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Two Takes on Karachi from Leading Citizens

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Two Takes on Karachi from Leading Citizens

Two Takes on Karachi from Leading Citizens

Two Takes on Karachi from Leading Citizens

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Fatima Bhutto stands in front of a painting of her grandfather, Zulfikar Ali Bhutto, a former Pakistani prime minister who was executed in 1979. Tracy Wahl/NPR hide caption

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Tracy Wahl/NPR

Fatima Bhutto stands in front of a painting of her grandfather, Zulfikar Ali Bhutto, a former Pakistani prime minister who was executed in 1979.

Tracy Wahl/NPR
The Urban Frontier:
About the Series

This year, according to the U.N., half the world's population lives in cities and the proportion will only increase. Morning Edition begins an occasional examination of the world's cities with a series of profiles from Karachi, Pakistan's economic powerhouse.

Newspaper columnist Ardeshir Cowasjee, a Karachi native, often receives visitors while in a bathrobe. Tracy Wahl/NPR hide caption

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Tracy Wahl/NPR

Newspaper columnist Ardeshir Cowasjee, a Karachi native, often receives visitors while in a bathrobe.

Tracy Wahl/NPR

Essay: Karachi Calling!

Pakistan map
Alice Kreit/NPR
Pakistan map
Alice Kreit/NPR

As many as half of the Pakistani city's 15 million or so residents live in squatter homes, even as foreign firms pour money into luxury developments. Morning Edition host Steve Inskeep writes about the contradictions of Karachi.

Pakistan's sprawling city of Karachi is one of the world's most-populous places, growing and changing at a breakneck pace. Two of its leading citizens — the niece of a former prime minister and a colorful newspaper columnist — offer their views of how this dynamic city has changed.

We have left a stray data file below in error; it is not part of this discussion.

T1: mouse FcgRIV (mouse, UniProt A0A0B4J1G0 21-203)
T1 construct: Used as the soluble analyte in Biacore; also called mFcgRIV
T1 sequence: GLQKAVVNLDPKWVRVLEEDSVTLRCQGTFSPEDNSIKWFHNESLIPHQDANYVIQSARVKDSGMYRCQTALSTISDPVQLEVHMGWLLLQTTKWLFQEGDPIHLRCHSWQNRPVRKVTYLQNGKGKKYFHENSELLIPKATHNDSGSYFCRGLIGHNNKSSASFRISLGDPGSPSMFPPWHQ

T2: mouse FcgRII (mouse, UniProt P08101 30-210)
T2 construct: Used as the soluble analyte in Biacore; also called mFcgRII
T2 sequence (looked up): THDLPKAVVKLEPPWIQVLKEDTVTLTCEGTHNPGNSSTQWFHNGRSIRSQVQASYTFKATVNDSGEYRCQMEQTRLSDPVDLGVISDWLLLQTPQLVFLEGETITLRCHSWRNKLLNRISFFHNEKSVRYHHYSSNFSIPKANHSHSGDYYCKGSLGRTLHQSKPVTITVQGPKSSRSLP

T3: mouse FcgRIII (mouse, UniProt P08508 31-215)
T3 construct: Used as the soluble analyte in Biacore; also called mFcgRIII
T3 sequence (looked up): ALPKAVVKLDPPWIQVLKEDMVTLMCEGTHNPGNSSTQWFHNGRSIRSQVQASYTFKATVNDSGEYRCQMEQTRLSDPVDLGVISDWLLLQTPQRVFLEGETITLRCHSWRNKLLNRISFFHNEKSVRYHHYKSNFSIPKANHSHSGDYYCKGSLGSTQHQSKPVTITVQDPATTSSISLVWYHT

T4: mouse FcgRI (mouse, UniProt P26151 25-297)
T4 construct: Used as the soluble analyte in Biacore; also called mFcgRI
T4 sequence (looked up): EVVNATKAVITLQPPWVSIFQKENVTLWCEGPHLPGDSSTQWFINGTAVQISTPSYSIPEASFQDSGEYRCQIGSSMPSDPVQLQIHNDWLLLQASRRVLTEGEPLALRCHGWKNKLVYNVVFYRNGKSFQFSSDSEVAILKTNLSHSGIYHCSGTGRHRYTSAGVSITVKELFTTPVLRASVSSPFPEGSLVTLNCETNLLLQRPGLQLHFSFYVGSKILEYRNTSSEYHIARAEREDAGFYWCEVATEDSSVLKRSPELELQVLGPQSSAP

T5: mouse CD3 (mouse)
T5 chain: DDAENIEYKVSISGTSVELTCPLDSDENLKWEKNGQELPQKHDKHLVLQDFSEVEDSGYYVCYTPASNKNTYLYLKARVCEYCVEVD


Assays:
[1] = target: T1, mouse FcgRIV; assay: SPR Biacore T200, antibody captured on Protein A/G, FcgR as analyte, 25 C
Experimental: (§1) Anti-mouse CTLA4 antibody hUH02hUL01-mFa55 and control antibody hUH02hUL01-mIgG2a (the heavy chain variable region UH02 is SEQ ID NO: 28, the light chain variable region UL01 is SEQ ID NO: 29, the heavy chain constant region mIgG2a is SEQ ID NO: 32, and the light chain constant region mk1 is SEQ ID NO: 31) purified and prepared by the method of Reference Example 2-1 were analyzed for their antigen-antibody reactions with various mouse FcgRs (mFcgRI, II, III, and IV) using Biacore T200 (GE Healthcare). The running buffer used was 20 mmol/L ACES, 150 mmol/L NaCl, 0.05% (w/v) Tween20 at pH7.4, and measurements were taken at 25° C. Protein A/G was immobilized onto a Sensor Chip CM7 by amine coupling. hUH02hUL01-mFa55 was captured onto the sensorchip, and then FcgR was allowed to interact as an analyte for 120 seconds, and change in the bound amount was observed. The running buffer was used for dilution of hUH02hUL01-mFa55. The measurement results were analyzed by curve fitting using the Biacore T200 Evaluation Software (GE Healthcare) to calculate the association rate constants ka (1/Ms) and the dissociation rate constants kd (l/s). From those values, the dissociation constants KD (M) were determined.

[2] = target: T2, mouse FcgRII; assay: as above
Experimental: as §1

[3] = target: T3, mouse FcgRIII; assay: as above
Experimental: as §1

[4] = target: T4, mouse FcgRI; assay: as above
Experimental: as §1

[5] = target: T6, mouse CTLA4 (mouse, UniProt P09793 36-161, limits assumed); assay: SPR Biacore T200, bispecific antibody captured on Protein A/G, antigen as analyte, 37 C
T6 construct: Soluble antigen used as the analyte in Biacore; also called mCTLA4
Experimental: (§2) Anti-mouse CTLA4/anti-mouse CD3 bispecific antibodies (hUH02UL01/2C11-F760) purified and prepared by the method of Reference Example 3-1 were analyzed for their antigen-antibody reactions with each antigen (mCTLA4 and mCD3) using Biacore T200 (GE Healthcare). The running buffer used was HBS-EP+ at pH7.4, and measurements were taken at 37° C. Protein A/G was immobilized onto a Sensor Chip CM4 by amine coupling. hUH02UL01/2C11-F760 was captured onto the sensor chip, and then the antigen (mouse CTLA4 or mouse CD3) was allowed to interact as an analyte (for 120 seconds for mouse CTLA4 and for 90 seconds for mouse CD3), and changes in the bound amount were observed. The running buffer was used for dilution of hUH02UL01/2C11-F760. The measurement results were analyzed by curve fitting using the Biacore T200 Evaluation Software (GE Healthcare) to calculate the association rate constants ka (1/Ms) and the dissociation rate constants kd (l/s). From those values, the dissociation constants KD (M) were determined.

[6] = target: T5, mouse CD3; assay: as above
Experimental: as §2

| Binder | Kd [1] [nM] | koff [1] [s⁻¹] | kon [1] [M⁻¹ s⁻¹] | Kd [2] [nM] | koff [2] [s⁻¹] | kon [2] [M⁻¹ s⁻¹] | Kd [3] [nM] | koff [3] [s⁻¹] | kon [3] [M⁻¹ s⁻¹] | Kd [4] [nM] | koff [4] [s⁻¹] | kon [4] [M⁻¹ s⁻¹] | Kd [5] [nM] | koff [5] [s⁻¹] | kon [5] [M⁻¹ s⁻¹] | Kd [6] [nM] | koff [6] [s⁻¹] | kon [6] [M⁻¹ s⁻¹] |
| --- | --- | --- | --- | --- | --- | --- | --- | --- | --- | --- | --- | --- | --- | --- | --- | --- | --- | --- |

Both Fatima Bhutto and Ardeshir Cowasjee have found ways to speak out — even in times of military rule and political violence.

"Karachi is a city unlike any other I've ever visited," says Bhutto. "This is a city of immense importance. But it's also a very sad city because of what's happened here, because of what continues to happen here."

She is the niece of former Prime Minister Benazir Bhutto, who was assassinated in December 2007 in the city of Rawalpindi — two months after escaping an attack on her motorcade in Karachi.

A Young Bhutto

Fatima Bhutto, 26, sits in the home office formerly used by her late aunt. Her grandfather, former Prime Minister Zulfikar Ali Bhutto, had used the same office until he was hanged in 1979.

One wall of the office features a large painting of Zulfikar Ali Bhutto addressing a crowd. His granddaughter does her shouting in print. She's a writer, and some of her newspaper columns make clear that she was a vocal opponent of her own aunt's government.

The reason for that, she says, was a series of killings in Karachi.

Her father, Mir Murtaza Bhutto, died in 1996 during the last year of Benazir Bhutto's second term in office. He died under mysterious circumstances at the hands of police, Fatima Bhutto says.

"I last spoke to my aunt about that," she says. "I called her when I found out that the witnesses had been arrested and the police reinstated, and I asked her why that was."